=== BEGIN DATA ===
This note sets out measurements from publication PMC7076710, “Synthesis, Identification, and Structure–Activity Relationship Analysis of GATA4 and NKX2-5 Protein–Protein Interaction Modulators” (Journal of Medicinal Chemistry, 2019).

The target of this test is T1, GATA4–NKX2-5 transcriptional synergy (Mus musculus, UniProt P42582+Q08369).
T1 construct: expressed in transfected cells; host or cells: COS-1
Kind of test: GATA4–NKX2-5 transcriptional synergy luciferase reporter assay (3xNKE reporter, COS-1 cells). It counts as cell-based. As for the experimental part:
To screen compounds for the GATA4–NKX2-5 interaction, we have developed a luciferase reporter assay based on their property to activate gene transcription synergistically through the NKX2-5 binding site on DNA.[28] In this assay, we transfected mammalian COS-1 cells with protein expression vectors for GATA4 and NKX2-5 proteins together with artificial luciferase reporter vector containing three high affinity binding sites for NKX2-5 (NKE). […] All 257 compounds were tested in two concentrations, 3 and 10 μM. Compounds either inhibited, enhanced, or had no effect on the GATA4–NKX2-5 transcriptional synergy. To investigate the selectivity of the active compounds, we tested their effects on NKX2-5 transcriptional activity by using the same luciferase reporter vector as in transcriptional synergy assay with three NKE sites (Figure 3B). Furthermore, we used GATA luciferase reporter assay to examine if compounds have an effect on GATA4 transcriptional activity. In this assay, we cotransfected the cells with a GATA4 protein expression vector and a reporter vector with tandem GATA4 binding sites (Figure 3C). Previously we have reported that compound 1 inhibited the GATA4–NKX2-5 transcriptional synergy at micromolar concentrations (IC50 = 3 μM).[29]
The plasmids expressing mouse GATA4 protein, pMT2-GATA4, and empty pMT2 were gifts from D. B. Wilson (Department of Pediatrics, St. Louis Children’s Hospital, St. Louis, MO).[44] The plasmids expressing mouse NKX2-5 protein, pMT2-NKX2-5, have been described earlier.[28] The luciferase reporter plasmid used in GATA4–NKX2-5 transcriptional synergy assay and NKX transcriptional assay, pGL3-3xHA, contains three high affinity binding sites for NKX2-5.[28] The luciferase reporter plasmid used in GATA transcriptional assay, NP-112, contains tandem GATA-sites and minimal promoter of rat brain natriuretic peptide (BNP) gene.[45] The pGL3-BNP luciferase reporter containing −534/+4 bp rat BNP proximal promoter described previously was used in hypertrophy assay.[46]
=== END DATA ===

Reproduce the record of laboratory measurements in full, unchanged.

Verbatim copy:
This note sets out measurements from publication PMC7076710, “Synthesis, Identification, and Structure–Activity Relationship Analysis of GATA4 and NKX2-5 Protein–Protein Interaction Modulators” (Journal of Medicinal Chemistry, 2019).

The target of this test is T1, GATA4–NKX2-5 transcriptional synergy (Mus musculus, UniProt P42582+Q08369).
T1 construct: expressed in transfected cells; host or cells: COS-1
Kind of test: GATA4–NKX2-5 transcriptional synergy luciferase reporter assay (3xNKE reporter, COS-1 cells). It counts as cell-based. As for the experimental part:
To screen compounds for the GATA4–NKX2-5 interaction, we have developed a luciferase reporter assay based on their property to activate gene transcription synergistically through the NKX2-5 binding site on DNA.[28] In this assay, we transfected mammalian COS-1 cells with protein expression vectors for GATA4 and NKX2-5 proteins together with artificial luciferase reporter vector containing three high affinity binding sites for NKX2-5 (NKE). […] All 257 compounds were tested in two concentrations, 3 and 10 μM. Compounds either inhibited, enhanced, or had no effect on the GATA4–NKX2-5 transcriptional synergy. To investigate the selectivity of the active compounds, we tested their effects on NKX2-5 transcriptional activity by using the same luciferase reporter vector as in transcriptional synergy assay with three NKE sites (Figure 3B). Furthermore, we used GATA luciferase reporter assay to examine if compounds have an effect on GATA4 transcriptional activity. In this assay, we cotransfected the cells with a GATA4 protein expression vector and a reporter vector with tandem GATA4 binding sites (Figure 3C). Previously we have reported that compound 1 inhibited the GATA4–NKX2-5 transcriptional synergy at micromolar concentrations (IC50 = 3 μM).[29]
The plasmids expressing mouse GATA4 protein, pMT2-GATA4, and empty pMT2 were gifts from D. B. Wilson (Department of Pediatrics, St. Louis Children’s Hospital, St. Louis, MO).[44] The plasmids expressing mouse NKX2-5 protein, pMT2-NKX2-5, have been described earlier.[28] The luciferase reporter plasmid used in GATA4–NKX2-5 transcriptional synergy assay and NKX transcriptional assay, pGL3-3xHA, contains three high affinity binding sites for NKX2-5.[28] The luciferase reporter plasmid used in GATA transcriptional assay, NP-112, contains tandem GATA-sites and minimal promoter of rat brain natriuretic peptide (BNP) gene.[45] The pGL3-BNP luciferase reporter containing −534/+4 bp rat BNP proximal promoter described previously was used in hypertrophy assay.[46]